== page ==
It’s time for us all to get ready for our close ups. Because after decades of false steps and delay, it seems like video calling (or whatever you want to call it - video conferencing, telepresence or unified communication) might finally be ready for the spotlight, so to speak.
Communicating by video has always been a natural – a staple of science fiction and the popular imagination. More than that, it touches on the most basic ways humans communicate – whether dancing by a fire or acting out a funny story or teaching a boy how to hunt.
And it will only get better. Bell Labs is working on a host of innovative ways to make visual communication even more like face-to-face interactions.
But visual communication has been held back by some intractable problems – from compatibility to poor quality to prohibitive expense. In fact, pretty much the same problems people likely dealt with in the early days of voice communication. On top of that, video is also more sensitive than voice to tradeoffs between bandwidth and quality within a network.
Of course, over the top (OTT) video has been big for a while, with Skype, Apple’s FaceTime and Google Talk. But that has not really translated either to widespread enterprise adoption or to any significant revenues for operators or providers.
Until now. While the consumer market remains relatively far off, Ovum predicts that that the enterprise-grade telepresence market is going to boom, with spending rising to USD 1.1 billion in 2016, with a compound annual growth rate (CAGR) of 19.5 percent from 2011 to 2016.
That’s a lot of growth for just one part (albeit a large one) of the video conferencing market.
In fact you can say there are three markets – telepresence, video conferencing and collaboration tools – slowly converging into one grander video market, each segment with its major players from Microsoft and IBM in collaboration tools to Lifesize and Radvision in video conferencing and Cisco and Polycom in telepresence.
Between the high end of this bigger market – exemplified by TANDBERG, now part of Cisco – and the low end – think Microsoft Lync –there seems to be an opportunity for operators to stake a position in the middle and take advantage of their advantages in network infrastructure.
So there is no guarantee that telecom companies will be at the center of video. This is reflected in a quote from Ian Jacobs, the co-author of the Ovum report:
"Businesses will face a difficult task in deciding on the right vendor in a particularly rapidly changing supplier marketplace.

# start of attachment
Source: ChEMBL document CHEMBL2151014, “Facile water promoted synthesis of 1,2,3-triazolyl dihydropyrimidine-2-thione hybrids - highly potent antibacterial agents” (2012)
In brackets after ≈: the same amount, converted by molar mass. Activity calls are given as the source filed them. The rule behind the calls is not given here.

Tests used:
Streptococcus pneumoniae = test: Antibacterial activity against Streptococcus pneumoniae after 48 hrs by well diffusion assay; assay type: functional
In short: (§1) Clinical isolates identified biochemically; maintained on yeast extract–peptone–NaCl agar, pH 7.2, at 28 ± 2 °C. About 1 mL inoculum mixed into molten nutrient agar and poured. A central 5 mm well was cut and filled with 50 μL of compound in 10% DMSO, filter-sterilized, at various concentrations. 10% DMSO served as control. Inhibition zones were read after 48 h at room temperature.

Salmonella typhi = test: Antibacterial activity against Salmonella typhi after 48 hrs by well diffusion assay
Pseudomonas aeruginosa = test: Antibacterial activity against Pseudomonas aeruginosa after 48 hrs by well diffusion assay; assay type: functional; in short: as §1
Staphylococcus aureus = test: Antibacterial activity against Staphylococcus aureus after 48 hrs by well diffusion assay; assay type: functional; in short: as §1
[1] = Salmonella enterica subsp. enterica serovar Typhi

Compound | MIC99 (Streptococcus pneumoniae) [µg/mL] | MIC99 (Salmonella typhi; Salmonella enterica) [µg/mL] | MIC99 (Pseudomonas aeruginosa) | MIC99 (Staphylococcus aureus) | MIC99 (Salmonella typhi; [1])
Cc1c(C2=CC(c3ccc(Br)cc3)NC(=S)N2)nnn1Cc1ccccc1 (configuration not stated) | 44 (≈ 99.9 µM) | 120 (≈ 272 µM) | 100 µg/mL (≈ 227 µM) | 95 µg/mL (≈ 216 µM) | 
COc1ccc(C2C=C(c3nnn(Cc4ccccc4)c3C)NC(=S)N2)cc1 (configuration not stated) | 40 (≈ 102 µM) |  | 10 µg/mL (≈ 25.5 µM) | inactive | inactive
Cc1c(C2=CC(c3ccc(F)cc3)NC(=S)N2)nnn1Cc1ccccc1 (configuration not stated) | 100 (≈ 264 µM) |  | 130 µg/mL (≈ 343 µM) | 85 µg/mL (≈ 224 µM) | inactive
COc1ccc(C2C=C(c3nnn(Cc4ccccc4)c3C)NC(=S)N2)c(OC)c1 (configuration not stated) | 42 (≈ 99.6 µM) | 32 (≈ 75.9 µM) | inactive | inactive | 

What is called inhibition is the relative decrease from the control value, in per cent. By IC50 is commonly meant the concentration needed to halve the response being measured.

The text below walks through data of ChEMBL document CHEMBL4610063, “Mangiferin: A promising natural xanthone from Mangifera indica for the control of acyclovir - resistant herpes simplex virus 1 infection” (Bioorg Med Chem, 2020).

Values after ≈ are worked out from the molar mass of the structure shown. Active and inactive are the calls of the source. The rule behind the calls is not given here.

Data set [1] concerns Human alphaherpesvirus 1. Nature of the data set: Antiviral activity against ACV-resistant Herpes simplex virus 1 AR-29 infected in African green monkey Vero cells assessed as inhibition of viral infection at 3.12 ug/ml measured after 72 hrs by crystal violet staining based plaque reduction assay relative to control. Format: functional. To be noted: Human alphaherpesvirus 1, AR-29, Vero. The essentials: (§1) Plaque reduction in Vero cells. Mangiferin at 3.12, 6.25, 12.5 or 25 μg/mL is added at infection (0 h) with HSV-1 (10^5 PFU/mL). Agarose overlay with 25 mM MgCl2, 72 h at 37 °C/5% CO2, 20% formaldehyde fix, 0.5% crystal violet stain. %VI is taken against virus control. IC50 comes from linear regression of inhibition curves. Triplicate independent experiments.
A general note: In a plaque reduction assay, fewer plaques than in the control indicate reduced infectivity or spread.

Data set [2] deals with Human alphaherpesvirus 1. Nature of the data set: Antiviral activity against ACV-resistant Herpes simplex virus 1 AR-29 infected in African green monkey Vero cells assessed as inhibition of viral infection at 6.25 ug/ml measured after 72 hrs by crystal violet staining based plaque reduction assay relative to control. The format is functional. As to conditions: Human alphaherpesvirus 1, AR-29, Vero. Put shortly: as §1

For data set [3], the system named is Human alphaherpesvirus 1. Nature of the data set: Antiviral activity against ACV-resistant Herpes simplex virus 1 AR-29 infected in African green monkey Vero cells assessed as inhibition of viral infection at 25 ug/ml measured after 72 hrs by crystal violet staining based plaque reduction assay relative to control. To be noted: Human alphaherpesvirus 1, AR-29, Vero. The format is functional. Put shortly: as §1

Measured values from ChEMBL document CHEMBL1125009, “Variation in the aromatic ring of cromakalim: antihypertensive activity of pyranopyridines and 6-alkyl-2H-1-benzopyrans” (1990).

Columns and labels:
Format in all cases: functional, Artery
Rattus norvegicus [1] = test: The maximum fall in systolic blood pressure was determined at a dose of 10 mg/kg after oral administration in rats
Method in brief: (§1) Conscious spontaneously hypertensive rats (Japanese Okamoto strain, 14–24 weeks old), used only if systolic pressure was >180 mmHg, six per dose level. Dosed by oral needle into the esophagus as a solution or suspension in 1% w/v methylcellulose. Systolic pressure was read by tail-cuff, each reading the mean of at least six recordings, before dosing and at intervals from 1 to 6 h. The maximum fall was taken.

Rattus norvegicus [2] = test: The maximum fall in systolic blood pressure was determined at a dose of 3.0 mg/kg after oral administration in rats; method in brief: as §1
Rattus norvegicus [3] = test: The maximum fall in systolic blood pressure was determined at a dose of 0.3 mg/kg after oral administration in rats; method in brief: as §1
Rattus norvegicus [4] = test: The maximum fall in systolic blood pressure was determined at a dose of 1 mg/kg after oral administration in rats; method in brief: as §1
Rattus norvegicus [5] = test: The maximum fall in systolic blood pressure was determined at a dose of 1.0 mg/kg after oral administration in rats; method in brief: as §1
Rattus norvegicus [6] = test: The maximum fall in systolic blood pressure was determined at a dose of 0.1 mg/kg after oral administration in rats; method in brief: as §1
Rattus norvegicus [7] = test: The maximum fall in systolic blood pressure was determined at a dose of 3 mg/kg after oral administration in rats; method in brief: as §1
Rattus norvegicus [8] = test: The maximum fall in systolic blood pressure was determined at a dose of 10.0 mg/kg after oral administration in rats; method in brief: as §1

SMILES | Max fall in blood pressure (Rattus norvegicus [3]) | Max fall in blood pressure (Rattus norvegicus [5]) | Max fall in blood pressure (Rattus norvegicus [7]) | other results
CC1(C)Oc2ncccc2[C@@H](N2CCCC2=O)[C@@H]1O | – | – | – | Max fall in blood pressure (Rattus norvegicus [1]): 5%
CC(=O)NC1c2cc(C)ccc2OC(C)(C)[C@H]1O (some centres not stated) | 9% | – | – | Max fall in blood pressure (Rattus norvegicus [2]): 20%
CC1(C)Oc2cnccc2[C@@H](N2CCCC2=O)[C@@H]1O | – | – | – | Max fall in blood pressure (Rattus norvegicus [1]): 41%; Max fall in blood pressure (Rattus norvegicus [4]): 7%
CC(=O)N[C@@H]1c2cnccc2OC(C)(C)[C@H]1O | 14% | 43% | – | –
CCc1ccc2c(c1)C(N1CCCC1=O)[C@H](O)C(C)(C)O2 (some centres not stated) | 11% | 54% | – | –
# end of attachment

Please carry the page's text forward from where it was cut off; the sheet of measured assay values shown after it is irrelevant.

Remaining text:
They may return to their legacy video conferencing vendor for telepresence or look to new-breed video specialists. They might make the choice as a stand-alone decision or as part of a broader enterprise communication strategy."
And what about those historic barriers, quality and interoperability? Well, with the new mobile broadband networks built on LTE technology, speed and capacity costs are going to go down. That’s the easy part. Interoperability is not as simple. Right now the market can best be described as an archipelago of different islands, where different gateways are used to “connect” the islands. In the long run, this is not the way to turn visual communication into a mass market service for all, like voice today.
Many companies are pushing for industry standards. The TIP standard driven by Cisco has been on the agenda for some time, while Polycom, together with a group of operators, created the Open Visual Communications Consortium (OVCC) earlier this year. However, the only open industry standard is really MMTel based on the 3GPP IMS standard. GSMA is also working towards an IMS-based VoLTE (Voice over LTE) video profile.
Yet this is still a rocky area. Google caused waves in 2010 when it stopped supporting the H.264 video codec – the choice of the telecom industry, essentially – in its Chrome browser. And there are players trying to find ways to support all standards – see BT Conferencing’s latest offering – rather than decide on one standard for all.
Regardless, operators are well positioned in video to compete with over the top (OTT) players, perhaps more so than in voice and messaging. The reality is that real-time video calling needs the audio and video streams to synch, and this requires a high quality, properly managed network. And operators are the only ones with that.
At least for now.